Dictionary of National Biography, 1885-1900/Mackay, Robert William
MACKAY, ROBERT WILLIAM (1803–1882), philosopher and scholar, born 27 May 1803 in Piccadilly, London, was only son of John Mackay, and was educated at Winchester. He matriculated at Brasenose College, Oxford, 15 Jan. 1821, graduating B.A. 1824 and M.A. 1828, and carrying off the chancellor's prize for Latin verse. On leaving Oxford he entered Lincoln's Inn in 1828, but after planning and partly writing a treatise on equity he conceived a dislike to the subject, and turned to theology and philosophy. In 1850 he published his most elaborate work, ‘The Progress of the Intellect, as exemplified in the Religious Development of the Greeks and Hebrews,’ 2 vols. 8vo. This was followed in 1854 by ‘A Sketch of the Rise and Progress of Christianity,’ and in 1863 by ‘The Tübingen School and its Antecedents: a Review of the History and Present Condition of Modern Theology.’ All are remarkable for ‘the amount of research and thought put into a narrow compass.’ Their author, as a philosopher, agreed most nearly with Kant, as a theologian he followed Baur and Strauss. His devotion to Plato found expression in two translations—‘The Sophistes of Plato, translated, with explanatory Notes and an Introduction on Ancient and Modern Sophistry,’ 1868, and ‘Plato's Meno, translated, with explanatory Notes and Introduction, and a preliminary Essay on the Moral Education of the Greeks,’ 1869. These, like his other works, show originality of thought and fine scholarship. He died 23 Feb. 1882.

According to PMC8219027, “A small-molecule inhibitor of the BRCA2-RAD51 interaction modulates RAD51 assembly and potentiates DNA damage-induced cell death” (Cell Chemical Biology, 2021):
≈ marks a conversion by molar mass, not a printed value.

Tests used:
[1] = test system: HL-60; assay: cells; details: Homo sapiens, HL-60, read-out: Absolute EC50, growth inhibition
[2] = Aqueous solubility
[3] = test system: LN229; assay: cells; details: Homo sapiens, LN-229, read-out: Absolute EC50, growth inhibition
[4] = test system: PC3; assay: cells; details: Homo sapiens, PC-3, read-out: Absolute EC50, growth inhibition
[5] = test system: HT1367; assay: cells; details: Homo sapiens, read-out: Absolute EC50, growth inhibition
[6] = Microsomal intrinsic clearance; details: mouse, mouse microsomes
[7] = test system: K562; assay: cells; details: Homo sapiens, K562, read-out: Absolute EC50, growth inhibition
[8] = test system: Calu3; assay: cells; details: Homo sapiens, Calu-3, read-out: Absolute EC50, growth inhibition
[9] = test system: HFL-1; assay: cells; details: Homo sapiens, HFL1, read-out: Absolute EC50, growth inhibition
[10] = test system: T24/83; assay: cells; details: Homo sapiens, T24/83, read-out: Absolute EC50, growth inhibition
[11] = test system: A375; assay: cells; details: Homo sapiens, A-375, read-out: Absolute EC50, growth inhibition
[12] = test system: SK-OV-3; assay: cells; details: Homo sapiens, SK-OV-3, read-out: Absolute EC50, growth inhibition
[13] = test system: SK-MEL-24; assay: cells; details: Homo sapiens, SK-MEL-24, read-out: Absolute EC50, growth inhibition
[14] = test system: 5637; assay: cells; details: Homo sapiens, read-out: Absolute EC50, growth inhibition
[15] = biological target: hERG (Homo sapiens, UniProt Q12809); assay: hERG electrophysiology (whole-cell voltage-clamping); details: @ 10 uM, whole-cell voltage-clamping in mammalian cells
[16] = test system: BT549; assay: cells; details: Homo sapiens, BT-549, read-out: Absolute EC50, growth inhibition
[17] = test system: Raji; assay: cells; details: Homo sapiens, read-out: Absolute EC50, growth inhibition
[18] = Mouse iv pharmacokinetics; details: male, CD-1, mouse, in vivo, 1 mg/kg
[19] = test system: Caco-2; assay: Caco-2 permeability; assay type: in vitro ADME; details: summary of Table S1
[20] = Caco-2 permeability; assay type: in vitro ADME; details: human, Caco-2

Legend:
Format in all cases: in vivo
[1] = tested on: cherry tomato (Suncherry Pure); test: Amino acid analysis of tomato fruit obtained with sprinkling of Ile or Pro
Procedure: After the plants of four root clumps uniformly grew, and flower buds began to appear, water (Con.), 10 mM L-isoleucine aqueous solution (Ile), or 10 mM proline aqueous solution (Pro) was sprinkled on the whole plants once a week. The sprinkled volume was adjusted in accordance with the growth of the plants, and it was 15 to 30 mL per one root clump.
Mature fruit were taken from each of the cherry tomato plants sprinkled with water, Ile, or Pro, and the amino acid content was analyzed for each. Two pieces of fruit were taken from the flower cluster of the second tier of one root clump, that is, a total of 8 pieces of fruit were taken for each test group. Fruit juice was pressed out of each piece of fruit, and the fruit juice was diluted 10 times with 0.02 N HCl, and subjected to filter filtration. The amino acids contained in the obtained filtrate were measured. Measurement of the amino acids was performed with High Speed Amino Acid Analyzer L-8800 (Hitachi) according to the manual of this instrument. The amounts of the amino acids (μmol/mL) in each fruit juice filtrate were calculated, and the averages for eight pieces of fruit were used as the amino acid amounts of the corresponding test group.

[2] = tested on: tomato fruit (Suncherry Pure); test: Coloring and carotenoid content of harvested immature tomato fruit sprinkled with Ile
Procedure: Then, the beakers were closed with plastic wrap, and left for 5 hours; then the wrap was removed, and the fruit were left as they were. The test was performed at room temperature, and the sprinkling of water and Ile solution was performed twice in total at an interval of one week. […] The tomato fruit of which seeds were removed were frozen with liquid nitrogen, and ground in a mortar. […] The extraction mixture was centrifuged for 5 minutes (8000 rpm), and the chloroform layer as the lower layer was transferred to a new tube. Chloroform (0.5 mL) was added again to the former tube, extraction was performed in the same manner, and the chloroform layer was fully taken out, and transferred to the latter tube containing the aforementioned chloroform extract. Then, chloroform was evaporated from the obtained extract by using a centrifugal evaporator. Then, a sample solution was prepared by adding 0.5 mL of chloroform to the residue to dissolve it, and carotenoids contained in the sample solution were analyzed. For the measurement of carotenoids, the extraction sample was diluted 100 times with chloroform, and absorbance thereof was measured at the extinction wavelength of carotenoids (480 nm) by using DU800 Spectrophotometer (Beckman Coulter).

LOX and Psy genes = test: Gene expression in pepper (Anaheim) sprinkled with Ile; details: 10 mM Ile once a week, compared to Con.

[Athenæum, No. 2836, p. 283; Brit. Mus. Cat.; Foster's Alumni Oxon.]